TPWD News Release — June 4, 2010
ATHENS—Two former long-time employees of Texas Parks and Wildlife Department (TPWD) will be inducted into the Texas Freshwater Fishing Hall of Fame in Athens June 5.
Honorees will be the late Edward W. Bonn of Denison and Philip Durocher of Austin.
Bonn was one of three fisheries biologists hired in 1946 by what later became TPWD. As many new reservoirs were built to serve Texas’ growing population, a sport fish able to utilize open-water habitat was needed. Under Bonn’s leadership and direction, experiments were carried out with striped bass, a marine species, to develop ways to stock them into Texas lakes.
Bonn also worked to develop methods to cross striped bass with native white bass to produce hybrid stripers. Both species now furnish recreation and food for large numbers of anglers.
Bonn was also responsible for training many biologists and technicians who came to work for TPWD as the department grew. “Ed was always a very thorough and exacting biologist who was so influential to me in my early training,” said retired fisheries biologist Charles Inman. “He loved fishery management and certainly helped make Texas fishing what it is today.”
Also inducted into the Hall of Fame will be Philip Durocher, who served as the director of TPWD’s Inland Fisheries Division for 19 years and retired at the end of 2009.
Durocher went to work at TPWD as a research specialist in 1974 and served as chief of research and management from 1984 until he became Inland Fisheries division director in 1991.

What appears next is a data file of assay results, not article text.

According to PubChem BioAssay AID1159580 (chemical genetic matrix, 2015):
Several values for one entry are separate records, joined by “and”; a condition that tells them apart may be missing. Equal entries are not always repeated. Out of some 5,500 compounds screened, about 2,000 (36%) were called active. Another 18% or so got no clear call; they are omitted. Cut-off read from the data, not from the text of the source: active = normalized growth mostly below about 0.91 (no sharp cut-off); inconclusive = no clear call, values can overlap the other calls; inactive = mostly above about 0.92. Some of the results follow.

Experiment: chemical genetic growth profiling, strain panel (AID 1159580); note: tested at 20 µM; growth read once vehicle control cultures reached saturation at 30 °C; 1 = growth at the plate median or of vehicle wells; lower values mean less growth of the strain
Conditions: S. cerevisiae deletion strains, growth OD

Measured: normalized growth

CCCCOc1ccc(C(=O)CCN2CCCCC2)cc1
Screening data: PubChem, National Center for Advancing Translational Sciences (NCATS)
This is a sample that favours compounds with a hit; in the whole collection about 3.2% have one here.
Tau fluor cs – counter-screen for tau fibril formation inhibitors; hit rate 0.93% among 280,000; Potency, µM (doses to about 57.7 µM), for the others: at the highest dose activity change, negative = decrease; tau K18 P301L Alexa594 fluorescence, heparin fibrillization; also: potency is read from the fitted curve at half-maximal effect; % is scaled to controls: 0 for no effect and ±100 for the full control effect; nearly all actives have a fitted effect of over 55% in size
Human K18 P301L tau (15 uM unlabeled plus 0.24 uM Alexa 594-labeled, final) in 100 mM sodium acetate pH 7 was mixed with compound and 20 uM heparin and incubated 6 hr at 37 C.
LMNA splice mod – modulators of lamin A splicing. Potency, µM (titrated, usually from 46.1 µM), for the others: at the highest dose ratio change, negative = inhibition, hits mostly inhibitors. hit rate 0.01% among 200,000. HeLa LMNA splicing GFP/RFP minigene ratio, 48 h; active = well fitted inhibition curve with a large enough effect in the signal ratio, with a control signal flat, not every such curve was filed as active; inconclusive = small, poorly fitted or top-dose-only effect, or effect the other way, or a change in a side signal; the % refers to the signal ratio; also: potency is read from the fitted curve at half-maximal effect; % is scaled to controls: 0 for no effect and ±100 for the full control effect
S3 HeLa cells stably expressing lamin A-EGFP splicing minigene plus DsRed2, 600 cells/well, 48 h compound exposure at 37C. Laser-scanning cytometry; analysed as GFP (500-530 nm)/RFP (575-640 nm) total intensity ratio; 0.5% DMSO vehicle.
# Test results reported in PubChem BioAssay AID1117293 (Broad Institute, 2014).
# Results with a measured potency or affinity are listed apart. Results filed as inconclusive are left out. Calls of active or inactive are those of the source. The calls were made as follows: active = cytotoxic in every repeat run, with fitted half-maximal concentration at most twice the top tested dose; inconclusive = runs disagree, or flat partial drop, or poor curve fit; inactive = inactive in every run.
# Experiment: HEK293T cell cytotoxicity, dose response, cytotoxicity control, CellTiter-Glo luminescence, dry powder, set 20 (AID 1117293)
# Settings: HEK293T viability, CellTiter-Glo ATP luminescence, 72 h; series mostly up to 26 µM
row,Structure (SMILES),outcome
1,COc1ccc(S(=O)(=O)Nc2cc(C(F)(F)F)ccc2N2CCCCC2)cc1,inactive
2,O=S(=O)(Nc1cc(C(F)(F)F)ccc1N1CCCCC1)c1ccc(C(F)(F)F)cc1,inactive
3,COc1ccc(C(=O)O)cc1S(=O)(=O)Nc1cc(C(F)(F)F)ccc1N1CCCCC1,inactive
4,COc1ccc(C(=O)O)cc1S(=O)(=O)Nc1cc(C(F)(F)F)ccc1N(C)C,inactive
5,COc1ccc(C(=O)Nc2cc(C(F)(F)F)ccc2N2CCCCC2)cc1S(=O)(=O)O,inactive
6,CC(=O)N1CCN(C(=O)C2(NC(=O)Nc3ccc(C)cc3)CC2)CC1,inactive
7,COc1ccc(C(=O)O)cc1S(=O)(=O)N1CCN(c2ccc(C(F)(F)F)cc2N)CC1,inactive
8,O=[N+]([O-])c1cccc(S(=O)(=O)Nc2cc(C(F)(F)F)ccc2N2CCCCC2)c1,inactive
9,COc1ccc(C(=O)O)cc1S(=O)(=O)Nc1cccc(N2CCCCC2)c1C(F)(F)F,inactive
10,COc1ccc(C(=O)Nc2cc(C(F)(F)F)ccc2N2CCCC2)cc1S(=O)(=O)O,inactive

Durocher’s most visible contribution was shifting the philosophy of fisheries management from one of maximum sustained yield to one of optimum sustained yield, especially regarding largemouth bass. Maximum sustained yield emphasized harvest, and largemouth bass were viewed primarily as a food fish. Durocher recognized that adopting a system of selective harvest that allowed bigger fish to live and reproduce would enhance the bass fishery and make largemouth bass a sport fish, increasing the economic value of the fishery.
Under his leadership Texas adopted a statewide 14-inch minimum size limit and five-fish daily bag limit for largemouth bass in 1985. From that point management practices were refined and tailored to fit specific reservoirs. The result was a largemouth bass fishery that is generally acknowledged to be the best in the nation and a vital part of the Texas economy, generating some $2 billion in economic impact each year.
Durocher was also instrumental in attracting top fisheries professionals from across the nation to manage all Texas fisheries using a science-based approach. He recognized the need to modernize the TPWD hatchery system and worked for the creation of the Freshwater Fishing Stamp to replace one aging hatchery and make improvements to the others.
Also under his leadership, a trophy bass fishery was created at Lake Fork, the Neighborhood Fishin’ Program was established, a partnership was forged with Toyota to create the Toyota Texas Bass Classic, and a series of studies were carried out that proved the economic value of fisheries in Texas.
Videos about the honorees can be viewed in the News section of Texas Parks and Wildlife Department’s YouTube channel.
Two other individuals will be recognized at the awards banquet with Honorable Mention plaques, professional angler Lonnie Stanley of Huntington and the late Allen Crise of Glen Rose, a long-time fly-fisher whose passion was teaching others the art of casting.
On the Net: